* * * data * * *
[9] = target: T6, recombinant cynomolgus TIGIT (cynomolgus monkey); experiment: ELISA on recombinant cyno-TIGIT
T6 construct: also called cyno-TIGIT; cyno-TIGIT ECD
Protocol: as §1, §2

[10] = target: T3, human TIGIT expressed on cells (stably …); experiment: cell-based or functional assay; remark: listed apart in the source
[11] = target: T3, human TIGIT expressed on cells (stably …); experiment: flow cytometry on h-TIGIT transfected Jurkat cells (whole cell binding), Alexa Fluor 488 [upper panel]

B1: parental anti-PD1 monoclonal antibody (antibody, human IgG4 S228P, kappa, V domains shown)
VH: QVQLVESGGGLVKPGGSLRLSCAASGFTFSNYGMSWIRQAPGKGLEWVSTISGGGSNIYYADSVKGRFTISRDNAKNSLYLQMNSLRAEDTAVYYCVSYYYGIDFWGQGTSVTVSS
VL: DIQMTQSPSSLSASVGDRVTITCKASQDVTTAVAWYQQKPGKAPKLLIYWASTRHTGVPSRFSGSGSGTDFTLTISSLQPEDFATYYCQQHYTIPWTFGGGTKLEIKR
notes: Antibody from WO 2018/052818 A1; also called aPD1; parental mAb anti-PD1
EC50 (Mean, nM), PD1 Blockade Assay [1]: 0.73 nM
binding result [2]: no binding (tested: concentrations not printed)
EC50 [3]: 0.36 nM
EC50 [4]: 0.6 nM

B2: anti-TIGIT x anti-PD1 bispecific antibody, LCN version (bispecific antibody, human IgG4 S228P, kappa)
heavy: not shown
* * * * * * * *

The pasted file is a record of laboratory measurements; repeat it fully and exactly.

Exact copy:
[9] = target: T6, recombinant cynomolgus TIGIT (cynomolgus monkey); experiment: ELISA on recombinant cyno-TIGIT
T6 construct: also called cyno-TIGIT; cyno-TIGIT ECD
Protocol: as §1, §2

[10] = target: T3, human TIGIT expressed on cells (stably …); experiment: cell-based or functional assay; remark: listed apart in the source
[11] = target: T3, human TIGIT expressed on cells (stably …); experiment: flow cytometry on h-TIGIT transfected Jurkat cells (whole cell binding), Alexa Fluor 488 [upper panel]

B1: parental anti-PD1 monoclonal antibody (antibody, human IgG4 S228P, kappa, V domains shown)
VH: QVQLVESGGGLVKPGGSLRLSCAASGFTFSNYGMSWIRQAPGKGLEWVSTISGGGSNIYYADSVKGRFTISRDNAKNSLYLQMNSLRAEDTAVYYCVSYYYGIDFWGQGTSVTVSS
VL: DIQMTQSPSSLSASVGDRVTITCKASQDVTTAVAWYQQKPGKAPKLLIYWASTRHTGVPSRFSGSGSGTDFTLTISSLQPEDFATYYCQQHYTIPWTFGGGTKLEIKR
notes: Antibody from WO 2018/052818 A1; also called aPD1; parental mAb anti-PD1
EC50 (Mean, nM), PD1 Blockade Assay [1]: 0.73 nM
binding result [2]: no binding (tested: concentrations not printed)
EC50 [3]: 0.36 nM
EC50 [4]: 0.6 nM

B2: anti-TIGIT x anti-PD1 bispecific antibody, LCN version (bispecific antibody, human IgG4 S228P, kappa)
heavy: not shown